Note: Mallets Creek Settlement encompassed the area around Packard and Platt roads, which much later became East Ann Arbor, and now is part of the city of Ann Arbor.
The terms "settler" and "settlement" are associated with frontier conditions and pioneer days. A settlement contained within itself possibilities for expression along community lines. Some settlements developed into villages and cities while others never went beyond being rural neighborhoods. Such was the case with what was known as the Malletts Creek Settlement located in the northeastern part of the township now called Pittsfield, it remained distinctly rural.
Settlers began to come into this region in 1824.
Samuel D. McDowell was the first man to take up land in Pittsfield. He located on section 2, in April 1824, where U. G. Darling now lives (as of 1924).
In May 1824, Ezra Maynard took up land on section 3, half a mile west of Mr. McDowell. On June 5, 1824, Mr. Maynard wrote a letter to his son in Whitesboro, N. Y. which has been preserved among the Pioneer records. He says in part:
"After examining many places in the territory of Michigan, we have taken up a half section of land on the lower Huron, forty miles west of Detroit and two and one half miles south of the county seat in Washtenaw county, but not in the same town. Many locations have been made within ten days. As we are the first family that has commenced a house, we have taken the liberty to name the place Richland. There is a lack of timber generally. We have plenty of timber, water and stone, 50 acres are ready for the plow.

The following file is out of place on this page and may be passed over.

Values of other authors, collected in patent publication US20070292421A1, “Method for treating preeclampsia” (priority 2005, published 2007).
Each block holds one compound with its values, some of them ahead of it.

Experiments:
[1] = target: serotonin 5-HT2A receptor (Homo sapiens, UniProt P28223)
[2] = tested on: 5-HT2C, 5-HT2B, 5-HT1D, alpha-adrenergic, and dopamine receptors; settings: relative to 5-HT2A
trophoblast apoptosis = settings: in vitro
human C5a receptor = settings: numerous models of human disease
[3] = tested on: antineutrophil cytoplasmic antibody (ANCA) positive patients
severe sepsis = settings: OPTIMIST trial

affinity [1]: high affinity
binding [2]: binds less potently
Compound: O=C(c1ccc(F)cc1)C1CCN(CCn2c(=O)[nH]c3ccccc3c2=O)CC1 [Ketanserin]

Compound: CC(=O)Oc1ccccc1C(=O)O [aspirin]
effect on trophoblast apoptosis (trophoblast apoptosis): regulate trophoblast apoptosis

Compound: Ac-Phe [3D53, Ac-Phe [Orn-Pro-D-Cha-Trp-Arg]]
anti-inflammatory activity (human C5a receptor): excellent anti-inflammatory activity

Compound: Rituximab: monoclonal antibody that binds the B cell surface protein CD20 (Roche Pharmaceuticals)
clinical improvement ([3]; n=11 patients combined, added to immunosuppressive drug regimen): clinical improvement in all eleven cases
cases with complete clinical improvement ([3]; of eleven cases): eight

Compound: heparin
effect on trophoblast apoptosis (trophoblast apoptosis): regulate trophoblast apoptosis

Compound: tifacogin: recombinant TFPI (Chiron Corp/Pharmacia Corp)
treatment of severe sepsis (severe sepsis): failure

"Mechanics of all kinds have come to the county seat, which has been established since we came, by the government."
Mr. Maynard, or "Deacon" Maynard, as he was commonly called, was enthusiastic about the site of Ann Arbor, for he writes "It is the most delightful place for a city or village in the world. All agree in this opinion."
Some time after John Allen came to Ann Arbor, some of his people from Virginia followed him. They left their old home on the 28th of August, 1824 and arrived at Ann Arbor October 16 of the same year.
These items are gathered from a letter written by James T. Allen, brother of John Allen. Mr. Allen continues: "Deacon Maynard and his family were at Malletts Creek living in a bark shanty. He had the body of his log house up but had no roof on it. In passing through Malletts Creek with our heavy Pennsylvania wagon we stuck in the mud and the Deacon helped to pull us out with his oxen."
Perhaps it might be added that Mr. Allen did not write the whole story -- that we know -- because he afterwards became the Deacon's son-in-law.
The year 1825 marked the real establishment of the settlement. Ezra Whitmore, who was one of the pupils in Washtenaw's first school, has written an extended account of the events of the year 1825 in the Malletts Creek Settlement.
He tells of the people who came in, gives the names of the children who gathered under a big oak in an "out of doors" school, of which Miss Elzada Fairbrother acted as teacher. Mr. Whitmore does not mention the building of the school house but we learn from other sources that it was to house this group of children that the settlers got together and put up a building. Miss Fairbrother did not stay in the settlement long, so it fell to Harriet Parsons to lead these children from the shade of the big oak through the door of Washtenaw's first school house.